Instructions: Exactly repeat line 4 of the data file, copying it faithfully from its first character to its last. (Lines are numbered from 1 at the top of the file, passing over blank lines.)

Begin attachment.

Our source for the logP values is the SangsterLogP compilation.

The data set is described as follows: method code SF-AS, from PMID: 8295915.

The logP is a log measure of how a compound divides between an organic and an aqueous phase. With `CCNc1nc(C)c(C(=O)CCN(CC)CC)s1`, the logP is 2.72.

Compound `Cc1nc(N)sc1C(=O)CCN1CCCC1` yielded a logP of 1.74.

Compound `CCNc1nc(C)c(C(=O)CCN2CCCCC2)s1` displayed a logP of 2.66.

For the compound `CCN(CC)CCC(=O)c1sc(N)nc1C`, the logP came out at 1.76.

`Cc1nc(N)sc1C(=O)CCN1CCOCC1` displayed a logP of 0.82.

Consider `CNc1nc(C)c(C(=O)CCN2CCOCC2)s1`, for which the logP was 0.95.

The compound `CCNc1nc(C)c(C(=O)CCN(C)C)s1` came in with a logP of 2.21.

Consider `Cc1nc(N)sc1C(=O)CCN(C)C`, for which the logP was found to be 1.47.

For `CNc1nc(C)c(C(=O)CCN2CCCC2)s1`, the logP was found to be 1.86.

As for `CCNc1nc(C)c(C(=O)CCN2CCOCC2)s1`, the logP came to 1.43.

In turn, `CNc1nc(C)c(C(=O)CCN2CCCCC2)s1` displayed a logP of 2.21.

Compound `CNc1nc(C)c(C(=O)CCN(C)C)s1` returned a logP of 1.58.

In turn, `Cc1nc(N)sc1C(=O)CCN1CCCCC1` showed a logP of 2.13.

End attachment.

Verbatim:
Compound `Cc1nc(N)sc1C(=O)CCN1CCCC1` yielded a logP of 1.74.